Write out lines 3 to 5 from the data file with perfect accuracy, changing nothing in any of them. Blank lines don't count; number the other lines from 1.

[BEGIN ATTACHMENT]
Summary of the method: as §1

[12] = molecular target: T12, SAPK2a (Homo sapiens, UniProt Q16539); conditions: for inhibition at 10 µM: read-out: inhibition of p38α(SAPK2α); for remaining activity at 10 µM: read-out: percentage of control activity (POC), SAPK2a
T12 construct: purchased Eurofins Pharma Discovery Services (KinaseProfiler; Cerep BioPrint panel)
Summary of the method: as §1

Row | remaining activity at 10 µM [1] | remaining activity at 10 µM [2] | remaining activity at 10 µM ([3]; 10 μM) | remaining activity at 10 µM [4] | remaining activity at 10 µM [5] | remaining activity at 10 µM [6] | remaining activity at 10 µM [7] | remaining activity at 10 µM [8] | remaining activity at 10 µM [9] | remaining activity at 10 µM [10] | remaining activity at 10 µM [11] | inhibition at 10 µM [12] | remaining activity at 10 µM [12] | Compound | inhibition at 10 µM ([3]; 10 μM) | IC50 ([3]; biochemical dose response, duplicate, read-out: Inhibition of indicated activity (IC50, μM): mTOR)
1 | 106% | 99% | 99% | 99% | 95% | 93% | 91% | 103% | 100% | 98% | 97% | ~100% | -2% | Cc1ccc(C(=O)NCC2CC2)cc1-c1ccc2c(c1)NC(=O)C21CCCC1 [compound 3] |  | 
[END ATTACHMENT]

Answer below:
T12 construct: purchased Eurofins Pharma Discovery Services (KinaseProfiler; Cerep BioPrint panel)
Summary of the method: as §1

Row | remaining activity at 10 µM [1] | remaining activity at 10 µM [2] | remaining activity at 10 µM ([3]; 10 μM) | remaining activity at 10 µM [4] | remaining activity at 10 µM [5] | remaining activity at 10 µM [6] | remaining activity at 10 µM [7] | remaining activity at 10 µM [8] | remaining activity at 10 µM [9] | remaining activity at 10 µM [10] | remaining activity at 10 µM [11] | inhibition at 10 µM [12] | remaining activity at 10 µM [12] | Compound | inhibition at 10 µM ([3]; 10 μM) | IC50 ([3]; biochemical dose response, duplicate, read-out: Inhibition of indicated activity (IC50, μM): mTOR)